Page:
As two more recent stories indicate, the war on gender has nothing to do with bathrooms.
In the first story, a Canadian parent wants their child’s birth certificate to be the first to identify a baby as neither male or female. The parent, who identifies as neither male or female, had this to say about the baby.
“I’m recognizing them as a baby and trying to give them all the love and support to be the most whole person that they can be outside of the restrictions that come with the boy box and the girl box.”
While all of this started as a call for compassion for the tiny percentage of the population who feel like they are the “other” gender, it has quickly led to rejecting the idea that there is anything that can be known from one’s anatomy.
But asking children to reach conclusions about things they know nothing about is self-evidently silly.
When a child asks “What am I?”, it doesn’t help if all the adults look back at them and ask, “I don’t know, what are you?”
The adults are supposed to know things the kids don’t.
Still, it could be worse.
While some parents are choosing not to impose a gender, other parents don’t have the same patience.
In this story, three, queer parents of a three-year-old that they dubbed “queerspawn” have determined that their child is transgender. The author of this story describes himself as transgender and asexual. He says this about the child.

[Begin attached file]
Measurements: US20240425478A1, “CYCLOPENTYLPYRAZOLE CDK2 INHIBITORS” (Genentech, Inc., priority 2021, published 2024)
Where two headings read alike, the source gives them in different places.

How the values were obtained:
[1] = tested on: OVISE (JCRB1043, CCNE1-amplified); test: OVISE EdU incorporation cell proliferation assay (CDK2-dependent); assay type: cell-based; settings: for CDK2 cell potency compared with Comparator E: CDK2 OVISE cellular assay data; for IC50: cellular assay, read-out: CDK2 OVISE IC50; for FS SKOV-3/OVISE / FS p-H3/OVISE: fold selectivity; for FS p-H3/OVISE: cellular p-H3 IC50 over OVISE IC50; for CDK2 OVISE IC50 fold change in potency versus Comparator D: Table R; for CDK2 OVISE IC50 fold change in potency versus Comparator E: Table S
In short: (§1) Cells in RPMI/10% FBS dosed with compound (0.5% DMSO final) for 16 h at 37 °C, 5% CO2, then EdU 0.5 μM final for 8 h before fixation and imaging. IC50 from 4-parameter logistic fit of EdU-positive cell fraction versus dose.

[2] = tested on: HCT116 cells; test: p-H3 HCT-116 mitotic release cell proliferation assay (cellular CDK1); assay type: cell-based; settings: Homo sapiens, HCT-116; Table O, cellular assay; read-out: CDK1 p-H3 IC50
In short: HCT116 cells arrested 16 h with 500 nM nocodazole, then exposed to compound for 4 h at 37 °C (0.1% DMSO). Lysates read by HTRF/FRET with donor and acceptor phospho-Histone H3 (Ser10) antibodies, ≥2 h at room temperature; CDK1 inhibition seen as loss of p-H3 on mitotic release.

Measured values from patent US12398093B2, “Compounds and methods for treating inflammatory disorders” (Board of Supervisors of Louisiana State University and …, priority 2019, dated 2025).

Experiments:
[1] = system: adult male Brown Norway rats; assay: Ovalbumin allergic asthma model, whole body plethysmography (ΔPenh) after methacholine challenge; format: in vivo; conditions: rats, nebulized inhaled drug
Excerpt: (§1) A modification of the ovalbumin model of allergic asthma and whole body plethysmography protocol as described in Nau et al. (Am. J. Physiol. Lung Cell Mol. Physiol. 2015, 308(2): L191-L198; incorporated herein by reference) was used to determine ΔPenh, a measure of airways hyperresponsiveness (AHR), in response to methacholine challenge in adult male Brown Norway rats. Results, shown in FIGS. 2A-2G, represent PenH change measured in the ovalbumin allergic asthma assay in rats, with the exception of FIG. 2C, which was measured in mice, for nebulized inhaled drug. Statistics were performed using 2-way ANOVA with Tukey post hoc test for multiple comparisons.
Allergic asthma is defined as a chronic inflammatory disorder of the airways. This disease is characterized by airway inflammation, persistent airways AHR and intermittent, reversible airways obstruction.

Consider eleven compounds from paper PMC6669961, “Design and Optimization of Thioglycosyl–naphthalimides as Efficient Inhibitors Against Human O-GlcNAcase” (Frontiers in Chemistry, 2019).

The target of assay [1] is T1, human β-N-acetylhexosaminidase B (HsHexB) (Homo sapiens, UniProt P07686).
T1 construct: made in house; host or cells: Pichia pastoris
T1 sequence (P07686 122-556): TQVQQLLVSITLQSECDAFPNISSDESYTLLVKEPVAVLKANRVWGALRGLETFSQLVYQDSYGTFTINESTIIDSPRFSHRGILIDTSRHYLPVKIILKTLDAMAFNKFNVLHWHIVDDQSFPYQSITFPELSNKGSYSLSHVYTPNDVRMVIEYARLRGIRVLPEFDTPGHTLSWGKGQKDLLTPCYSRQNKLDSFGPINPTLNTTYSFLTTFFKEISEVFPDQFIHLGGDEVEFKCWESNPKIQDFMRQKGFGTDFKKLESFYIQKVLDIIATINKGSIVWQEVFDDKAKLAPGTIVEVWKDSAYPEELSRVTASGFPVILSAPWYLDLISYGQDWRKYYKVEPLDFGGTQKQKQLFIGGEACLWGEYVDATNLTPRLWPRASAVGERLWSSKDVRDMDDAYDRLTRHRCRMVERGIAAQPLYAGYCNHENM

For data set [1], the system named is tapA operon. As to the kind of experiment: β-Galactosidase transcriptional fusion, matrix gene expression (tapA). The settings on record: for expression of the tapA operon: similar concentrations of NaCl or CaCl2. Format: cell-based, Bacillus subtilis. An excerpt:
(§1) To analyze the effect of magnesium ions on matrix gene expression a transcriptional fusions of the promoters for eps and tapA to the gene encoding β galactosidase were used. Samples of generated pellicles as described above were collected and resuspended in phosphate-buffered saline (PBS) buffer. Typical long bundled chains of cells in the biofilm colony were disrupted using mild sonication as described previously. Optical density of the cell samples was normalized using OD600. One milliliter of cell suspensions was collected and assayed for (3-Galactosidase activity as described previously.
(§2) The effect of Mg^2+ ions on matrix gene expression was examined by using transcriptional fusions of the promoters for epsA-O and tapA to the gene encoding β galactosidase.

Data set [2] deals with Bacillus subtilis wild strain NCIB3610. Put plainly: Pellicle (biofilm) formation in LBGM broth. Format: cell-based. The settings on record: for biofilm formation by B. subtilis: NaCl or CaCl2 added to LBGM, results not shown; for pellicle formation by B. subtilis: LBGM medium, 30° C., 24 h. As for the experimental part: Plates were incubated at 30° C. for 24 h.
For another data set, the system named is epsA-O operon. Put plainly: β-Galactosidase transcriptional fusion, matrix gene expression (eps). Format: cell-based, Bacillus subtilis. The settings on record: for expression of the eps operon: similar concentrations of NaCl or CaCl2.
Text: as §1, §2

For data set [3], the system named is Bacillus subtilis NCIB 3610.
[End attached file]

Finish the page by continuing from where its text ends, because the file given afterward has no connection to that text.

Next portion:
He was assigned female at birth, but his non-conforming behavior was clear and consistent from day one. It started with his hair. He hated wearing it long, and he hated it when we did anything with it. No ponytails, no braids — nothing. He also refused to wear dresses and skirts.
The child probably can’t be trusted to sleep through the night without wetting the bed, but we’re supposed to believe she has a grasp on gender norms as expressed through hair length and clothing and the awareness to understand both their significance, how to reject them, and the consequences of doing so.
While sure their child is transgender, they now wonder whether she will be queer as well.
I don’t wish him any more marginalization and oppression than he’ll already face as a trans person. But I can’t help but think that if he’s queer, there’ll be yet another community he can join, another supportive place for him to vent about that oppression. There are other queer people who will listen and sympathize with him beyond his family. He will need those people when he gets older and flies away from us.
Some parents hope their kids have an adventure, a healthy family, a place that makes them happy, and life-long love.
Other parents label their three-year-old transgender, hope she is attracted to men, which they say would make her gay because they think she’s a boy, and then hope she finds a community to vent about oppression.
Sadly, in 2017, this qualifies as parenting.
I have no doubt these parents want the best for their child.
But it’s hard to know what is good for your child when your view of the world has replaced the concepts of “good” and “bad” with “preferred” or “not preferred.”
We can all understand the appeal of a world is which nothing is inherently wrong, and the only possible consequences of our behavior were environmental which would allow us to manage the fallout by simply fixing the environment.
If, however, that world doesn’t actually exist, if our pursuit of our preferences continues to collide with the natural laws of the universe, the only actual outcome of our pursuits will be pain.
As is usually the case when adults make mistakes, kids will end up as collateral damage in our war on reality.